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by Tatiana Ryckman

Pub Date: Sept. 8th, 2020
ISBN: 978-1-64605-025-3
Publisher: Deep Vellum

In this spare novel, a young woman copes with the yawning emptiness of her life by having an affair.

By the time the narrator, referred to only as “we,” meets David in a bar, she has already lost her job in medical dictation and, faced with the prospect of coming to terms with her own life, is now fixated on killing herself. Her life is one of complete isolation—she has no friends and lives alone in the house she inherited from the grandparents who raised her, severely devout Christians whose constant judgment of her during her childhood replays in her head ceaselessly. “You can’t go alone, the grandmother says.…You can’t leave the house like that. What will people think. They’ll find your body in the lake. You need a man to take you/show you/protect you/tell you how to be.” Just as inescapable is the clutter they left behind, which forms the fabric of the narrator’s existence as she spends her days lying listlessly in bed or on the floor: the “glittering linoleum, the puzzles with missing pieces and bars of old soap, the rusted razors dropped into the wall behind the medicine cabinet and decades of dust woven into the thinning thread of the curtains.” When she and David begin having sex—his wife, Lara, is away visiting her sick mother—he moves in and out of the woman’s house freely and without warning, and she longs to be truly known by him even as she acts detached. Ryckman writes with cool, tightly packed precision on the futile ways people try to fill the emptiness and absence of life with objects and religion and desperate acts. Her rendering of the dynamics of an affair, which is so often an attempt to escape oneself, is especially keen: “Each time David comes, the guilt shrinks so that the noose of shame which ties us together diminishes into habit. As the guilt diminishes so does the pleasure. And with the pleasure our worth.”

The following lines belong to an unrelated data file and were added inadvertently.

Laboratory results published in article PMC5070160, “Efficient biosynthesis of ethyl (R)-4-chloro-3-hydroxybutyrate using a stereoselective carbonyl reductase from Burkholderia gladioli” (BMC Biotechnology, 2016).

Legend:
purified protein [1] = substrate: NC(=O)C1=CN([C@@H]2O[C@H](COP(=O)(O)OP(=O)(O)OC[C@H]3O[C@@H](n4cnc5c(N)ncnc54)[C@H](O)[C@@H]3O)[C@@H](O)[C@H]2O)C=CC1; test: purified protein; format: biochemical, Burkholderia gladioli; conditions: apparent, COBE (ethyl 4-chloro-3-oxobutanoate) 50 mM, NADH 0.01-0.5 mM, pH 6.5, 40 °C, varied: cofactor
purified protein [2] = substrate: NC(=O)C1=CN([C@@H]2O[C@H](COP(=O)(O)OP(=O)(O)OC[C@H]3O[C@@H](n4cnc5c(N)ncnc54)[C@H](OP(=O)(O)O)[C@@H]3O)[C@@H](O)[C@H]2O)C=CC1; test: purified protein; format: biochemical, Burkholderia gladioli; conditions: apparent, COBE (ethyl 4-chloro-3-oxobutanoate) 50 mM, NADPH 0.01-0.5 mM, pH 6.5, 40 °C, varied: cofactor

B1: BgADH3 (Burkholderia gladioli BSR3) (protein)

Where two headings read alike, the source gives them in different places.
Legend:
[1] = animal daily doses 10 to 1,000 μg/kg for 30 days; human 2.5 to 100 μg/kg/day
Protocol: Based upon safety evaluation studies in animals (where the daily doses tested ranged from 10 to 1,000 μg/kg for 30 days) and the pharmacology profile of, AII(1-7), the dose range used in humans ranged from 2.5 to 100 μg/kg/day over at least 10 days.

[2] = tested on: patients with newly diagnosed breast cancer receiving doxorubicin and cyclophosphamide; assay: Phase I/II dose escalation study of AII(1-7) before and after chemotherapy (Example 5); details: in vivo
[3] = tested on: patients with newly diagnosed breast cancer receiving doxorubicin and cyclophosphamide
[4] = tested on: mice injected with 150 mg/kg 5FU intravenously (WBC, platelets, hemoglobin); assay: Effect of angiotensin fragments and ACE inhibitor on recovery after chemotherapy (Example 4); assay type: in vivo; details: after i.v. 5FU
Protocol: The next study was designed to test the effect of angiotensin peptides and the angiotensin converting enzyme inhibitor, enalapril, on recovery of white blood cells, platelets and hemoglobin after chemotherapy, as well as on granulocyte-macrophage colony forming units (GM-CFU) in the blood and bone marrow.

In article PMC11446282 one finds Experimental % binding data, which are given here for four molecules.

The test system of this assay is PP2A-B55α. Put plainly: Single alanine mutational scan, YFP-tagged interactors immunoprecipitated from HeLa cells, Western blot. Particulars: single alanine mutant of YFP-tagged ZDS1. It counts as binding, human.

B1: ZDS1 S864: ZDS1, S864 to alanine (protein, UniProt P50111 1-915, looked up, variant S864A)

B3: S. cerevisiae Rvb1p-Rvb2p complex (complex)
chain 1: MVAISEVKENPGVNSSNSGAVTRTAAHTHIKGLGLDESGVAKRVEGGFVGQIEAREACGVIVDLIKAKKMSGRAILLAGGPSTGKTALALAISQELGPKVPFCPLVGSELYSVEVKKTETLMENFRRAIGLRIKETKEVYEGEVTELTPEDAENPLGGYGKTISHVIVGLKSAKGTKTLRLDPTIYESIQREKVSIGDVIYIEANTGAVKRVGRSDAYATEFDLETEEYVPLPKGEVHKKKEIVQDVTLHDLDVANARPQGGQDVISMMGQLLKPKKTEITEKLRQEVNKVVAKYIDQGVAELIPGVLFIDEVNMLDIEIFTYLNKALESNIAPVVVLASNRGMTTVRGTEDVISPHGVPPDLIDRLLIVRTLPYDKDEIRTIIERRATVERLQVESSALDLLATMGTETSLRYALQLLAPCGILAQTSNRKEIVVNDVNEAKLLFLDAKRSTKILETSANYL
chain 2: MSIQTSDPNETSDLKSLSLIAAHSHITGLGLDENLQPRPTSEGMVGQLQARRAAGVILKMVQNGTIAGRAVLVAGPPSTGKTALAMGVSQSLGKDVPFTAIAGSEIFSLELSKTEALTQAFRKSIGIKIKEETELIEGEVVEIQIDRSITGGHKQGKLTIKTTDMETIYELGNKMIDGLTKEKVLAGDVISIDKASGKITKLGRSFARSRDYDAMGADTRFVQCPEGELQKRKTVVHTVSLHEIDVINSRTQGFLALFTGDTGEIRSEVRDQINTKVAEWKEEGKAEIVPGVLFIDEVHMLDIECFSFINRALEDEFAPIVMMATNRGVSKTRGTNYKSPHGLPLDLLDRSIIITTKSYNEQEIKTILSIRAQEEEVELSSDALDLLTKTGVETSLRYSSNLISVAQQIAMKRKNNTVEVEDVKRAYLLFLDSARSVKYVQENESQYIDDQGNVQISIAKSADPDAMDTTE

A hypnotizing, bleak account of the ways people trap themselves in their own minds.